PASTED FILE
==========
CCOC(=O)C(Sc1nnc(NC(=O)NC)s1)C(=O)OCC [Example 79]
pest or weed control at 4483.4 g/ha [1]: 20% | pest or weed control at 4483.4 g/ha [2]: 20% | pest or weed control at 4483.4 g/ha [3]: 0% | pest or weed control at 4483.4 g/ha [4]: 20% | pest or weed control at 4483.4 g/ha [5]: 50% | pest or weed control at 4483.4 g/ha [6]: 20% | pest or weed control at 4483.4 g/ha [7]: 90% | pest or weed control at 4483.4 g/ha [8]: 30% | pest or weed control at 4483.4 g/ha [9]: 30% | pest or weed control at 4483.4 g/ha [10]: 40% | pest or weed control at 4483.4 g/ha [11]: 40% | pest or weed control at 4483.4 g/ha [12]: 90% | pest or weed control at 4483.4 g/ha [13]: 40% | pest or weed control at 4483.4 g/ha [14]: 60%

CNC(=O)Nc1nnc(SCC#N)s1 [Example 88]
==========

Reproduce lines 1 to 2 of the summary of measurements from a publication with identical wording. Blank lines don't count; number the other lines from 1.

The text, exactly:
CCOC(=O)C(Sc1nnc(NC(=O)NC)s1)C(=O)OCC [Example 79]
pest or weed control at 4483.4 g/ha [1]: 20% | pest or weed control at 4483.4 g/ha [2]: 20% | pest or weed control at 4483.4 g/ha [3]: 0% | pest or weed control at 4483.4 g/ha [4]: 20% | pest or weed control at 4483.4 g/ha [5]: 50% | pest or weed control at 4483.4 g/ha [6]: 20% | pest or weed control at 4483.4 g/ha [7]: 90% | pest or weed control at 4483.4 g/ha [8]: 30% | pest or weed control at 4483.4 g/ha [9]: 30% | pest or weed control at 4483.4 g/ha [10]: 40% | pest or weed control at 4483.4 g/ha [11]: 40% | pest or weed control at 4483.4 g/ha [12]: 90% | pest or weed control at 4483.4 g/ha [13]: 40% | pest or weed control at 4483.4 g/ha [14]: 60%